Death on the Derwent

Robin Bowles


Between 11.30pm and midnight on 26 January 2009, the summer night was balmy, but dark. A moderate south-east wind was blowing, and the cloud cover was low. To anyone looking seawards from Hobart’s Royal Yacht Club, the view was black. Unlit by starlight, or the moon, which did not rise until 4.25am, yachts at their moorings, or any other activity on the water beyond the marina, would have been almost impossible to see clearly, if at all.

However, a key witness in Hobart’s most puzzling murder inquiry told police that on that night he ‘heard an outboard motor and saw an inflatable dinghy with a single person on board [heading out to a mooring]. I thought the person had the outline of a female. I had the feeling this person was a female. I cannot be definite’.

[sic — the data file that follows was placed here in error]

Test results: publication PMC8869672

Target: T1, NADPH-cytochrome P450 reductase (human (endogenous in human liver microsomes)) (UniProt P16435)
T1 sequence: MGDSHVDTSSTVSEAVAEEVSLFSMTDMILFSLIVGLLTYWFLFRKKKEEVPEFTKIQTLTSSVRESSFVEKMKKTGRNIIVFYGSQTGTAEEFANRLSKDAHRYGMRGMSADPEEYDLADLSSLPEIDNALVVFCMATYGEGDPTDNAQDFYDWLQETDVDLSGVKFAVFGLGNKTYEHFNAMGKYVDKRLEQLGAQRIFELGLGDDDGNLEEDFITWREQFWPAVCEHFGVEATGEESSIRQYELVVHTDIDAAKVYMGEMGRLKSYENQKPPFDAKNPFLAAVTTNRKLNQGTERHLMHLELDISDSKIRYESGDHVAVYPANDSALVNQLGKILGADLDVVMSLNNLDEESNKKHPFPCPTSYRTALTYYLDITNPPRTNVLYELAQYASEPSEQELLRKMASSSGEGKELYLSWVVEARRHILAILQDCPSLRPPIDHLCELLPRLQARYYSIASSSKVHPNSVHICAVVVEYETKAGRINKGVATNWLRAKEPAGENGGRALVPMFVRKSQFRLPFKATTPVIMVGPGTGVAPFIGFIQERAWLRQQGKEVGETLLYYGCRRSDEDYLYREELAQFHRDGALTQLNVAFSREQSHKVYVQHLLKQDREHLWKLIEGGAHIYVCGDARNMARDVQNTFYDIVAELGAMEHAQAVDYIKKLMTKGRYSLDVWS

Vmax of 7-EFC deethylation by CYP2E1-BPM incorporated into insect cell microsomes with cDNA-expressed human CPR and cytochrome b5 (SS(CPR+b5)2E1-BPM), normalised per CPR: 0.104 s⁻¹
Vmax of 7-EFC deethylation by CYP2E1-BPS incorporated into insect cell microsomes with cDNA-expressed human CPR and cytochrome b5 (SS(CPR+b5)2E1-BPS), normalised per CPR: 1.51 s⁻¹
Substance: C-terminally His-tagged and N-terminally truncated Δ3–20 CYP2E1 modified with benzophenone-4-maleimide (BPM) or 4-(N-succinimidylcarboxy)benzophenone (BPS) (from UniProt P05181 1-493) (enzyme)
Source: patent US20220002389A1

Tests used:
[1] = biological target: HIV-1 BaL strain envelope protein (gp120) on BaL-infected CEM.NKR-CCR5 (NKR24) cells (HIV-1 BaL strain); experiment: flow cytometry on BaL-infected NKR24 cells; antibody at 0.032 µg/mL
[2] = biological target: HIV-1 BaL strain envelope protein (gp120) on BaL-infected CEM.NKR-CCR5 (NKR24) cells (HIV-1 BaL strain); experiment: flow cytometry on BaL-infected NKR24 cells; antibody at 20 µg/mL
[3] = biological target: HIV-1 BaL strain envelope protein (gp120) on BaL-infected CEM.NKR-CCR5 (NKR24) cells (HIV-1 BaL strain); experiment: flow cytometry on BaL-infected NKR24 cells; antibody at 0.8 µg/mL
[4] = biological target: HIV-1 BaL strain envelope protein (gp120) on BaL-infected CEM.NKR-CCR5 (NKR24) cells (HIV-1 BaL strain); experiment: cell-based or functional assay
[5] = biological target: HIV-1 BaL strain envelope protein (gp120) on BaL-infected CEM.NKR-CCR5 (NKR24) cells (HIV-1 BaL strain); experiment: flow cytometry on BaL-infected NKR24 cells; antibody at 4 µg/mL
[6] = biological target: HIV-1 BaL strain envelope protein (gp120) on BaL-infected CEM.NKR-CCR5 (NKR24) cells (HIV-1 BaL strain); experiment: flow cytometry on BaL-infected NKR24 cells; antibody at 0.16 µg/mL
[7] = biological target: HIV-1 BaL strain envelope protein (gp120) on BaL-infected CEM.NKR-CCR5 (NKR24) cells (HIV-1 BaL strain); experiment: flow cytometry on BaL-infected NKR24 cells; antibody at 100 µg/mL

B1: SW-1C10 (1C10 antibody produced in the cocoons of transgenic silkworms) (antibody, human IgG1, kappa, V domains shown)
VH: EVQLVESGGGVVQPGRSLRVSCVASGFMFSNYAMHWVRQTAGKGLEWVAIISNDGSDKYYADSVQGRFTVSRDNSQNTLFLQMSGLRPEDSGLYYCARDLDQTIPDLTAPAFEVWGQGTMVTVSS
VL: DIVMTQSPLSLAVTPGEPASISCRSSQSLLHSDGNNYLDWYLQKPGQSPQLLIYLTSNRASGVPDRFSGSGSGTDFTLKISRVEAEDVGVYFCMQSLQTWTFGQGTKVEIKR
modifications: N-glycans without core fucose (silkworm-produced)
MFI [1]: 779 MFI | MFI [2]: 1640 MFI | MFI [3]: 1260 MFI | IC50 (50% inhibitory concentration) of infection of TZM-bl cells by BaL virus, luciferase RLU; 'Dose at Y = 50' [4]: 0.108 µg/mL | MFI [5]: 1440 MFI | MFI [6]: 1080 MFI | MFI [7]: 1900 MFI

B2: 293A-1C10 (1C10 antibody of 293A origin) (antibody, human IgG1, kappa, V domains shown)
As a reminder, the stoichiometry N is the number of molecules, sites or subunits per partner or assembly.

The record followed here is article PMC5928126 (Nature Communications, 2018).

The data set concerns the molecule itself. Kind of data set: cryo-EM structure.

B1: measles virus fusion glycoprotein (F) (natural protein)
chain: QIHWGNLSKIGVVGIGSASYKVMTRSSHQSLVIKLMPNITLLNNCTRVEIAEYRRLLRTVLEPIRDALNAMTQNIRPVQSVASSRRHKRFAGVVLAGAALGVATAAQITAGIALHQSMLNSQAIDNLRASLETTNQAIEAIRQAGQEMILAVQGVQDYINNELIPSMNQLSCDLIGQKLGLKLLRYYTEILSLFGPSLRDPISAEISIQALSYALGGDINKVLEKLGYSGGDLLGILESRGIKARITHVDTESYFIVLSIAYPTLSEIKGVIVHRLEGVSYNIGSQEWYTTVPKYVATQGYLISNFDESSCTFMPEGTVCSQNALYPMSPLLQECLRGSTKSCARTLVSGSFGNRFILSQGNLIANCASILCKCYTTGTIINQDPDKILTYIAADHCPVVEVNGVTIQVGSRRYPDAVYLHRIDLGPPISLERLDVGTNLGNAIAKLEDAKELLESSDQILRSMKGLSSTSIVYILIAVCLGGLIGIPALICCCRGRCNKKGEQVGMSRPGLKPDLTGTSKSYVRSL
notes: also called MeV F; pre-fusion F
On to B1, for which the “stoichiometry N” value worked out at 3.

Was this person motoring out into the darkness intent on murder? Was the person heading towards the 35-metre ketch Four Winds, or was the witness mistaken? Why was the witness sitting in his car on a deserted seafront at midnight on Australia Day? Did anyone else see that dinghy? Was anyone else there?

These are some of the many questions raised by one of Tasmania’s most baffling and unsatisfactory murder inquiries — the disappearance of Bob Chappell on the night of Australia Day 2009 and the conviction for murder of Sue Neill-Fraser, his partner of 18 years, on 15 October 2010.

The facts and rumours surrounding the event have polarised the close-knit Hobart community. Some call the story ‘the Bob Chappell murder’. To others, it is ‘that dodgy disappearance’. Others still call the story a ‘travesty of justice’. Whatever position one adopts, there are some incontrovertible facts. There is no body. No cause of death. No murder weapon. No witnesses. No motive. No confession. NO EVIDENCE.

Death on the Derwent Robin Bowles